SASKATOON – Fewer patients are ending up in overcapacity and waiting less in emergency departments for an inpatient bed. Effective change that may not have reached the Saskatoon Health Region’s targets as part of its “90 Days of Innovation” but successes within the system are still undeniable.

One example of gains made over the last three months is a community paramedicine model, the future of medicine according to those on the front line of health care.

“I think once we can expand this program to include more long-term care facilities, more assisted living, more of the private care facilities we’re going to see a big impact,” said Gerry Schriemer, chief operating officer with M.D. Ambulance.

Between March 12 and June 9, the Saskatoon Health Region (SHR) launched the community paramedicine model at these five sites: Brightwater Senior Living, Luther Special Care Home, Porteous Lodge, Central Haven Special Care Home and Sherbrooke Community Centre.

Five advance care paramedics, trained by a geriatric evaluation management team at Saskatoon City Hospital, now treat elderly patients on-site in consultation with a physician familiar with their medical history.

“We may treat and keep them at home and come back and re-assess them either later that day or the next day or the next day and avoid that ER admission,” added Schriemer.

Patients can now be treated for things like dehydration in the comfort of their own care home, where they’re more likely to thrive especially among patients suffering from dementia.

When we have some of our elderly patients you don’t want to get them out their environment that’s a challenge for them and then it’s a challenge for staff when they get back home because their own routine has been disrupted.

Over the next 10 years Schriemer sees community paramedicine being as big for M.D. Ambulance as its emergency response and says the model saves the health care system money, time and discomfort to a patient.

“I think one of the big things is when we have these patients that can be treated in their residence and not transported they’re the lower acuity, so when you go into an already crowded ER or overcrowded ER you know who’s waiting for a bed, it’s those in the lower acuity.”

As a result of the pilot, 15 patients were able to avoid being admitted to hospital since the start of 90 Days of Innovation. In conjunction with other initiatives, the number of patients in overcapacity beds has also declined by 58 per cent.

“We have now gotten to a point where on some of the mornings that we come in we actually have empty ER beds, sometimes just two or three are enough to make that difference,” said Ryan Baliski, manager of emergency for St. Paul’s Hospital.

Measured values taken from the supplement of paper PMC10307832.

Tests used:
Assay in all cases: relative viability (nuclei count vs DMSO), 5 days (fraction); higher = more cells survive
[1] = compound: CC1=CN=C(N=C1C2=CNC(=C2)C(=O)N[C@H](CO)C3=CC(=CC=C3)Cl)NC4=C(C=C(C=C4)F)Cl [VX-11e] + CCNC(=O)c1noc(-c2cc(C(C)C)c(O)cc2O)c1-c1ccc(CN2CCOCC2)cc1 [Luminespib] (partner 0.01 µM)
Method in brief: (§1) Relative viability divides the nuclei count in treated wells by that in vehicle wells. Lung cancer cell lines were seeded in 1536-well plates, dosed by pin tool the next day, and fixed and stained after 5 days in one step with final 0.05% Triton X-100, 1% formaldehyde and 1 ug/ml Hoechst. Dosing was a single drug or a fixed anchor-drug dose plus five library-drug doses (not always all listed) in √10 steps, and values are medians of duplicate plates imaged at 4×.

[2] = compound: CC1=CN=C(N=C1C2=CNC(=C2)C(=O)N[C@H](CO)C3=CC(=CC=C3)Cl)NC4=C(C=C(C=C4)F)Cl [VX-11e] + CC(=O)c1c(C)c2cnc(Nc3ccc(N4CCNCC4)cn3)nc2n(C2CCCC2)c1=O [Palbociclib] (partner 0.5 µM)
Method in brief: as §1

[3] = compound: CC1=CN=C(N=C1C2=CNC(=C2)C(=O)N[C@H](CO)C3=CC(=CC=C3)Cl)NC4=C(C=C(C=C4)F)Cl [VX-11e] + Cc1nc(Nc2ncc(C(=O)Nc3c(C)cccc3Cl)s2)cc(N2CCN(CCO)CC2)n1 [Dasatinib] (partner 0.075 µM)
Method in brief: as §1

Health officials believe this pilot project’s potential is huge if applied to all 30 long-term cares homes in the region.

“We know that 1,240 of the transports happen from our long-term care facilities to our hospitals every year and 57 per cent of those turn into admissions, many times those admissions can be avoided altogether by just sending that clinical support to the home to support the team and that resident in the home,” said Corey Miller, the lead for community strategies for the 90 Days of Innovation with SHR.

Even more promising say officials is if this method of medicine was used at more than 70 plus personal care homes in the area.

“We’ve proven proof of concept through that experiment that we’ve got a winner here, now our job is to spread it and sustain it across,” remarked Dan Florizone, president and CEO of SHR.

Other successful examples of community paramedicine being practiced in Saskatoon include a primary care paramedic introduced to the Saskatoon Police Service detention unit in 2013 following three deaths in eight months.

In 2014, paramedics were called to the Saskatoon Lighthouse more than 400 times and in February it was announced a rotation of four paramedics would be available to clients 12 hours a day, seven days a week.

According to Schriemer, there were one to one point five transports a day from the Lighthouse to hospitals.  Those numbers have since declined to one to two a week after this six-month pilot project was introduced.